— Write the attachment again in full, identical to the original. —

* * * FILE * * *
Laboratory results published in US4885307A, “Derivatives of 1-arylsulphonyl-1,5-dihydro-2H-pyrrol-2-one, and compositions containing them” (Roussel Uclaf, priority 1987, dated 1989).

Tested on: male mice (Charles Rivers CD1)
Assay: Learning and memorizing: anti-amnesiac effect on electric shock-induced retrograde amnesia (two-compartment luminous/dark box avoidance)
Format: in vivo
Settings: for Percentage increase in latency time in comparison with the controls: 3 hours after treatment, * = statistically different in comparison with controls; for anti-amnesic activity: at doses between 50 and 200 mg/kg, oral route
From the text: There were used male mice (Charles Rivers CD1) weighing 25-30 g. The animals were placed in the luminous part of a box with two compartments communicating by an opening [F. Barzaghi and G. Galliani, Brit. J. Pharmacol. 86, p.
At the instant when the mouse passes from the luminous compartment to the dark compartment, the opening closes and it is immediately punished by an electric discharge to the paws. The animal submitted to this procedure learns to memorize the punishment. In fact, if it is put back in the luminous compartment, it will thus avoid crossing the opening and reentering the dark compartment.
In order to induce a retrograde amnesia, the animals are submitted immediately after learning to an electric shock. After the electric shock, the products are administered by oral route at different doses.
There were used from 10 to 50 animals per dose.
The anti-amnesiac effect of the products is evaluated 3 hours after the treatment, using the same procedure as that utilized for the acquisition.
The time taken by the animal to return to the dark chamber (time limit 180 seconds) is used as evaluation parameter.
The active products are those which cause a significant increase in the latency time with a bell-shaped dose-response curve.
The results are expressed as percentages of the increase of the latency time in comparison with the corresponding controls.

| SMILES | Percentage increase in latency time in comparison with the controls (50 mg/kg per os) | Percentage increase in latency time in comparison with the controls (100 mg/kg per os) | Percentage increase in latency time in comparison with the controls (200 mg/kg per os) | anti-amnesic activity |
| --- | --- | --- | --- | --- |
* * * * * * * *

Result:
Laboratory results published in US4885307A, “Derivatives of 1-arylsulphonyl-1,5-dihydro-2H-pyrrol-2-one, and compositions containing them” (Roussel Uclaf, priority 1987, dated 1989).

Tested on: male mice (Charles Rivers CD1)
Assay: Learning and memorizing: anti-amnesiac effect on electric shock-induced retrograde amnesia (two-compartment luminous/dark box avoidance)
Format: in vivo
Settings: for Percentage increase in latency time in comparison with the controls: 3 hours after treatment, * = statistically different in comparison with controls; for anti-amnesic activity: at doses between 50 and 200 mg/kg, oral route
From the text: There were used male mice (Charles Rivers CD1) weighing 25-30 g. The animals were placed in the luminous part of a box with two compartments communicating by an opening [F. Barzaghi and G. Galliani, Brit. J. Pharmacol. 86, p.
At the instant when the mouse passes from the luminous compartment to the dark compartment, the opening closes and it is immediately punished by an electric discharge to the paws. The animal submitted to this procedure learns to memorize the punishment. In fact, if it is put back in the luminous compartment, it will thus avoid crossing the opening and reentering the dark compartment.
In order to induce a retrograde amnesia, the animals are submitted immediately after learning to an electric shock. After the electric shock, the products are administered by oral route at different doses.
There were used from 10 to 50 animals per dose.
The anti-amnesiac effect of the products is evaluated 3 hours after the treatment, using the same procedure as that utilized for the acquisition.
The time taken by the animal to return to the dark chamber (time limit 180 seconds) is used as evaluation parameter.
The active products are those which cause a significant increase in the latency time with a bell-shaped dose-response curve.
The results are expressed as percentages of the increase of the latency time in comparison with the corresponding controls.

| SMILES | Percentage increase in latency time in comparison with the controls (50 mg/kg per os) | Percentage increase in latency time in comparison with the controls (100 mg/kg per os) | Percentage increase in latency time in comparison with the controls (200 mg/kg per os) | anti-amnesic activity |
| --- | --- | --- | --- | --- |